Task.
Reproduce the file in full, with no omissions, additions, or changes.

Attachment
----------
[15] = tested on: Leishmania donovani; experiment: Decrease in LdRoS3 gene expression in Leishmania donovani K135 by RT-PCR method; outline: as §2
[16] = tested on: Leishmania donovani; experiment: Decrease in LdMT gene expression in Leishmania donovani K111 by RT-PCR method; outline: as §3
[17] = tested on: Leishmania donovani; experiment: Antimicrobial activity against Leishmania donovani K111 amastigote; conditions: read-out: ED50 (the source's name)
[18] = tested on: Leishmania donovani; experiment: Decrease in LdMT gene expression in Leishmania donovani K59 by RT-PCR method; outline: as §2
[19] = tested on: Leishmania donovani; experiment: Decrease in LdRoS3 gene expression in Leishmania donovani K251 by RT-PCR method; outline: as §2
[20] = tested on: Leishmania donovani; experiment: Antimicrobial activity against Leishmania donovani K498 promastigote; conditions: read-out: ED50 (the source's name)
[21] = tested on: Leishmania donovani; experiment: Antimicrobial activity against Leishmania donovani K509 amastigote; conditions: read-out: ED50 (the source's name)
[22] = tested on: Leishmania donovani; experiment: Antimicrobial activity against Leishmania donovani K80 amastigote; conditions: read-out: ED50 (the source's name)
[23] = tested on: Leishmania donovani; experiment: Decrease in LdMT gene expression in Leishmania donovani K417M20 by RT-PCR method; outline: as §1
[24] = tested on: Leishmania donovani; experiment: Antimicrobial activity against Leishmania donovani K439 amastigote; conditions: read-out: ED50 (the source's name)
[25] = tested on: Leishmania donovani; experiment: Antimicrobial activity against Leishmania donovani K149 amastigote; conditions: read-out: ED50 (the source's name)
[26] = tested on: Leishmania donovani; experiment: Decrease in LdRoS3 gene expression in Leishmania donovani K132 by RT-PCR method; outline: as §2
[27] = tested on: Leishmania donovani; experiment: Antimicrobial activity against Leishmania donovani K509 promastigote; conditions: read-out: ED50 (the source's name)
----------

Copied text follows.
[15] = tested on: Leishmania donovani; experiment: Decrease in LdRoS3 gene expression in Leishmania donovani K135 by RT-PCR method; outline: as §2
[16] = tested on: Leishmania donovani; experiment: Decrease in LdMT gene expression in Leishmania donovani K111 by RT-PCR method; outline: as §3
[17] = tested on: Leishmania donovani; experiment: Antimicrobial activity against Leishmania donovani K111 amastigote; conditions: read-out: ED50 (the source's name)
[18] = tested on: Leishmania donovani; experiment: Decrease in LdMT gene expression in Leishmania donovani K59 by RT-PCR method; outline: as §2
[19] = tested on: Leishmania donovani; experiment: Decrease in LdRoS3 gene expression in Leishmania donovani K251 by RT-PCR method; outline: as §2
[20] = tested on: Leishmania donovani; experiment: Antimicrobial activity against Leishmania donovani K498 promastigote; conditions: read-out: ED50 (the source's name)
[21] = tested on: Leishmania donovani; experiment: Antimicrobial activity against Leishmania donovani K509 amastigote; conditions: read-out: ED50 (the source's name)
[22] = tested on: Leishmania donovani; experiment: Antimicrobial activity against Leishmania donovani K80 amastigote; conditions: read-out: ED50 (the source's name)
[23] = tested on: Leishmania donovani; experiment: Decrease in LdMT gene expression in Leishmania donovani K417M20 by RT-PCR method; outline: as §1
[24] = tested on: Leishmania donovani; experiment: Antimicrobial activity against Leishmania donovani K439 amastigote; conditions: read-out: ED50 (the source's name)
[25] = tested on: Leishmania donovani; experiment: Antimicrobial activity against Leishmania donovani K149 amastigote; conditions: read-out: ED50 (the source's name)
[26] = tested on: Leishmania donovani; experiment: Decrease in LdRoS3 gene expression in Leishmania donovani K132 by RT-PCR method; outline: as §2
[27] = tested on: Leishmania donovani; experiment: Antimicrobial activity against Leishmania donovani K509 promastigote; conditions: read-out: ED50 (the source's name)